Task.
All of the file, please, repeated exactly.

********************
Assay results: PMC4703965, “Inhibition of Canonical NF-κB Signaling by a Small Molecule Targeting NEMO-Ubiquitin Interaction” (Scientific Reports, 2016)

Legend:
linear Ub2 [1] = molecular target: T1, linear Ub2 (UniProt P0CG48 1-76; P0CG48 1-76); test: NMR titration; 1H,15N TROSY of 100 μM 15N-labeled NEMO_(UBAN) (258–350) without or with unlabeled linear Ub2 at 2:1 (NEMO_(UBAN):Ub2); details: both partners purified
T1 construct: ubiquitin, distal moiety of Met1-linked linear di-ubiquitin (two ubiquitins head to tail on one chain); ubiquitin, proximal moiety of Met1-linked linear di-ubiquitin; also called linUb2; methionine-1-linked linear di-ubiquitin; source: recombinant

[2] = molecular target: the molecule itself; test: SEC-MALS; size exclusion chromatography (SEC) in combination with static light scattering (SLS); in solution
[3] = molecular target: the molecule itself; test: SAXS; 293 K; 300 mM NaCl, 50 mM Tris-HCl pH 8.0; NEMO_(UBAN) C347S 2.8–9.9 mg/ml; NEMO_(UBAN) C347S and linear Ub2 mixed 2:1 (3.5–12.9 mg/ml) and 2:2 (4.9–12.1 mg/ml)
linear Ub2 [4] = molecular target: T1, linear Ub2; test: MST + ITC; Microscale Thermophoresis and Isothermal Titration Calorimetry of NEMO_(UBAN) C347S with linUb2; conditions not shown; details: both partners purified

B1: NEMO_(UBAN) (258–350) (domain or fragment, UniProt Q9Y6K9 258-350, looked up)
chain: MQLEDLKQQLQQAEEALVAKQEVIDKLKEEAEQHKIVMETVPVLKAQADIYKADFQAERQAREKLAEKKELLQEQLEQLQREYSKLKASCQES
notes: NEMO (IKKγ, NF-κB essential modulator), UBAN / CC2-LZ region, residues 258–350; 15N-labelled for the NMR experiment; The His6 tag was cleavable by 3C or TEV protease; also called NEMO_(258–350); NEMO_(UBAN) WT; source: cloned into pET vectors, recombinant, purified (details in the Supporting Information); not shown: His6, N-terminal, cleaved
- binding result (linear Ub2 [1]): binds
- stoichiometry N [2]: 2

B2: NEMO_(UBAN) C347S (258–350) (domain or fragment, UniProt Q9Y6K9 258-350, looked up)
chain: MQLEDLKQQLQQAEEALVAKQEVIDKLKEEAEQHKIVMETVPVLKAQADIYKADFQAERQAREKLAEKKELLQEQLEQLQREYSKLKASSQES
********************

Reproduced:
Assay results: PMC4703965, “Inhibition of Canonical NF-κB Signaling by a Small Molecule Targeting NEMO-Ubiquitin Interaction” (Scientific Reports, 2016)

Legend:
linear Ub2 [1] = molecular target: T1, linear Ub2 (UniProt P0CG48 1-76; P0CG48 1-76); test: NMR titration; 1H,15N TROSY of 100 μM 15N-labeled NEMO_(UBAN) (258–350) without or with unlabeled linear Ub2 at 2:1 (NEMO_(UBAN):Ub2); details: both partners purified
T1 construct: ubiquitin, distal moiety of Met1-linked linear di-ubiquitin (two ubiquitins head to tail on one chain); ubiquitin, proximal moiety of Met1-linked linear di-ubiquitin; also called linUb2; methionine-1-linked linear di-ubiquitin; source: recombinant

[2] = molecular target: the molecule itself; test: SEC-MALS; size exclusion chromatography (SEC) in combination with static light scattering (SLS); in solution
[3] = molecular target: the molecule itself; test: SAXS; 293 K; 300 mM NaCl, 50 mM Tris-HCl pH 8.0; NEMO_(UBAN) C347S 2.8–9.9 mg/ml; NEMO_(UBAN) C347S and linear Ub2 mixed 2:1 (3.5–12.9 mg/ml) and 2:2 (4.9–12.1 mg/ml)
linear Ub2 [4] = molecular target: T1, linear Ub2; test: MST + ITC; Microscale Thermophoresis and Isothermal Titration Calorimetry of NEMO_(UBAN) C347S with linUb2; conditions not shown; details: both partners purified

B1: NEMO_(UBAN) (258–350) (domain or fragment, UniProt Q9Y6K9 258-350, looked up)
chain: MQLEDLKQQLQQAEEALVAKQEVIDKLKEEAEQHKIVMETVPVLKAQADIYKADFQAERQAREKLAEKKELLQEQLEQLQREYSKLKASCQES
notes: NEMO (IKKγ, NF-κB essential modulator), UBAN / CC2-LZ region, residues 258–350; 15N-labelled for the NMR experiment; The His6 tag was cleavable by 3C or TEV protease; also called NEMO_(258–350); NEMO_(UBAN) WT; source: cloned into pET vectors, recombinant, purified (details in the Supporting Information); not shown: His6, N-terminal, cleaved
- binding result (linear Ub2 [1]): binds
- stoichiometry N [2]: 2

B2: NEMO_(UBAN) C347S (258–350) (domain or fragment, UniProt Q9Y6K9 258-350, looked up)
chain: MQLEDLKQQLQQAEEALVAKQEVIDKLKEEAEQHKIVMETVPVLKAQADIYKADFQAERQAREKLAEKKELLQEQLEQLQREYSKLKASSQES